Con. i. 4 declares that " the authority of Scripture dependeth not upon the testimony of any man or church, but wholly upon God, who is the author of it." "Testimony," here, is used in the sense of teaching, declaring and communicating truth. The proof text cited from 1 John 5: 9 evinces this: "If we receive the witness of men, the witness of God is greater." To which may bo added, witli many another passage, John 5: 32, 34: "I receive not testimony from men; there is another that beareth witness of me, and I know that the witness which he witnesseth of me is true." Truth which God testifies to and so is the author of, has infallible authority; but truth which" any manor church " testifies to and so is the author of, is fallible.

Con. i. 5 declares that "we may be induced by the testimony of the church to a high and reverent esteem for the Holy Scriptures." This relates to the authenticity of the Bible; namely, to the fact of its being the genuine product of those inspired prophets and apostles through whom God " testified " in the sense of Con. i. 4, and made his revelation of truth, in distinction from being the forged product of uuknovvn men outside of the circle of prophets and apostles, writing centuries later. The "testimony" spoken of in this section is not the teaching, declaring, and communicating of divine truth, but merely bearing witness that such and such persons wrote such and such parts of Scripture. The Jewish and early Christian churches, in rendering this important service, whereby the genuineness of the sacred writings is established by the same kind of testimony by which that of secular writings is proved, did not claim to be the authors of the Bible, or that it got its authority from them, but only to know that certain men who gave evidence by visible miraculous signs of being called and inspired of God wrote certain books of Scripture. Such external testimony as this to the genuineness of Scripture, supported by the infinitely higher testimony of Christ to the same effect in regard to the Old Testament, is as necessary in order to faith in it as a divine book as is the external testimony of the early Christian church that Christ and his apostles wrought miracles, in order to believe in miracles. Take away from Christendom the external evidence which the "eye-witnesses" (2 Pet. 1: 16) and contemporaries of our Lord and his apostles gave to miracles, and belief in miracles would soon yield to sceptical attacks. The internal evidence alone would not save it. Take away from Christendom the testimony which contemporaries have given that the four Gospels were the productions of the four Evangelists, and belief in their infallible inspiration would soon die out. The internal evidence alone would not be sufficient to keep the faith of the church firm, after the invalidation of their genuineness and canonicity. We already see the mischievous effect of even the defeated attempt to destroy the force of the early ecclesiastical testimony and catholic tradition respecting the authorship of the Gospels, in lessening confidence in them as inspired narratives.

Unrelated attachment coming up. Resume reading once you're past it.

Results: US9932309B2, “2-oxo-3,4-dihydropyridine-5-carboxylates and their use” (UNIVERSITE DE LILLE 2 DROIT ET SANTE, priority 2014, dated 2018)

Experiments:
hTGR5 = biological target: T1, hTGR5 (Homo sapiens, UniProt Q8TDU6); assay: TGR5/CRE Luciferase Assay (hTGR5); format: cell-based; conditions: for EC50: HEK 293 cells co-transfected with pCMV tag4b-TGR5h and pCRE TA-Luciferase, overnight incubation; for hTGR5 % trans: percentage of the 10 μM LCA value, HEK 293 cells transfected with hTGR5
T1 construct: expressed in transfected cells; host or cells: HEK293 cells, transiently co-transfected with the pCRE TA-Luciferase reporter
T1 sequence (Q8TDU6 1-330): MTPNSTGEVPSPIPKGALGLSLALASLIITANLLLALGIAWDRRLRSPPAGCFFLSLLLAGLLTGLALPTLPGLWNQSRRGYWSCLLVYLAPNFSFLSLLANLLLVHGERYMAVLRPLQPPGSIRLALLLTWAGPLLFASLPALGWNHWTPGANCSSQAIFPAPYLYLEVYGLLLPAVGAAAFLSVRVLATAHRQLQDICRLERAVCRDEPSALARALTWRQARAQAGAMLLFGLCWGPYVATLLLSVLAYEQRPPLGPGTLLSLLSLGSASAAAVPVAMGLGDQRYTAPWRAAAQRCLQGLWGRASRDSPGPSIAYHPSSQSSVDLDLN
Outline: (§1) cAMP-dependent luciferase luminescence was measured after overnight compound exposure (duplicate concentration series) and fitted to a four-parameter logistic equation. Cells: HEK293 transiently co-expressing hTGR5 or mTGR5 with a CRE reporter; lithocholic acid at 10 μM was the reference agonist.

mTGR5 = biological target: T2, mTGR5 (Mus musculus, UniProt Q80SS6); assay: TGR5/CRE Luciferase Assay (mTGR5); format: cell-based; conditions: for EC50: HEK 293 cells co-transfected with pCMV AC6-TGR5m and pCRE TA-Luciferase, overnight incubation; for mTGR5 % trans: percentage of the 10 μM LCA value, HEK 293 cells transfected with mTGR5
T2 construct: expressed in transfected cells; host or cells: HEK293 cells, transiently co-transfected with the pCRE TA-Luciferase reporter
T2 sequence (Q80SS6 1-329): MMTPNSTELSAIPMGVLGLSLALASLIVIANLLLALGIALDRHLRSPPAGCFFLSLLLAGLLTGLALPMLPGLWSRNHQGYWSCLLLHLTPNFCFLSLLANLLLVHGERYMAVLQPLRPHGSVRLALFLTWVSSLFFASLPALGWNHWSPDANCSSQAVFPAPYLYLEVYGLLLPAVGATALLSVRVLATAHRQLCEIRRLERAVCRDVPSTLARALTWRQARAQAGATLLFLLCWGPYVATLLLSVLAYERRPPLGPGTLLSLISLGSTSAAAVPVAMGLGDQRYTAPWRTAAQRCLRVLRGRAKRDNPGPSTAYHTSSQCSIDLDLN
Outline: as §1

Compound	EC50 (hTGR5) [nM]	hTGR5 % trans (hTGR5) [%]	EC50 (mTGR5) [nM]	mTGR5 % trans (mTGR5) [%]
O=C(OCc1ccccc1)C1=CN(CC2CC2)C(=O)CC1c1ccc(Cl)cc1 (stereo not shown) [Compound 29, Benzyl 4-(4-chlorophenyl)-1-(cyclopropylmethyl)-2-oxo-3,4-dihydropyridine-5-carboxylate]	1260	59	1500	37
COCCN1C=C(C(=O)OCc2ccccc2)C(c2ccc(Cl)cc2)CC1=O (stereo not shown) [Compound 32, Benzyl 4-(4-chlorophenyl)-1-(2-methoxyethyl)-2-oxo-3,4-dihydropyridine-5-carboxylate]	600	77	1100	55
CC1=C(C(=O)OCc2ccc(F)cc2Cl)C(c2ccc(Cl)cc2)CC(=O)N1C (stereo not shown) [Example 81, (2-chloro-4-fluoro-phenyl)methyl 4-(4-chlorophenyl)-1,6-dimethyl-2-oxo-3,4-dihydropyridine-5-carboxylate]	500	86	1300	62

And the reason is, that inspiration from the nature of the case belongs only to a very small circle, and not to mankind generally, nor to a nation generally. A book, in order to be inspired, must originate within this very small circle. Hence the question of authorship is inseparable from that of inspiration. Whoever could prove indisputably that Matthew's gospel was not written by or under the superintendence of one of "those men which eompanied with the Lord Jesus all the time that he went in and out" on earth (Acts 1: 21), and whom he set apart and endowed with both inspiration and miraculous powers, in order to found his church and prepare an authoritative account of his life and.teachings for Christendom in all time—whoever could indisputably prove that it was i written by some unknown person in the second century who never saw Christ on earth and had no personal connection with him of any kind, would prove that it was a forgery and destroy human confidence in it. And this I confidence would not be restored by merely saying, "The first Gospel was not written by Matthew, but whoever it was that wrote it he was inspired." For this makes the inspiration depend upon the testimony of the modern individual who says so, instead of the testimony of the Primitive church. The only sponsor for the inspiration of an "unknown man " is the unknown man that asserts such an inspiration.

Both the external and internal evidences for the inspiration of the Scriptures are necessary; and so are both historical and saving faith. A man who is destitute of the former is never the subject of the latter; the former is a preparative to the latter. Sceptics, remaining such, are never converted. Consequently God provides the external evidence which produces historical faith, as well as the inward operation of the Holy Spirit which produces saving faith. There is no need of undervaluing the very great strength of the internal evidence while insisting upon the full value of the external. Inspiration is a supernatural fact, like miracles; and, as we cannot rely! wholly upon the internal evidence for a miracle, upon its intrinsic nature and probability, but must bring in the external evidence, namely, the actual seeing of it by an eyewitness, so in the ease of inspiration, in addition to the nature of the truths taught and the probability that a benevolent and paternal Being would make some communications to his creatures respecting their origin and eternal destiny, we must add that which comes from the testimony of those who lived contemporaneously with prophets

and apostles respecting their right to be regarded as the authors of the writings attributed to them, and the supernatural evidences which they gave that they were under a divine afflatus, and were the "holy men of God, who spake as they were moved by the Holy Ghost."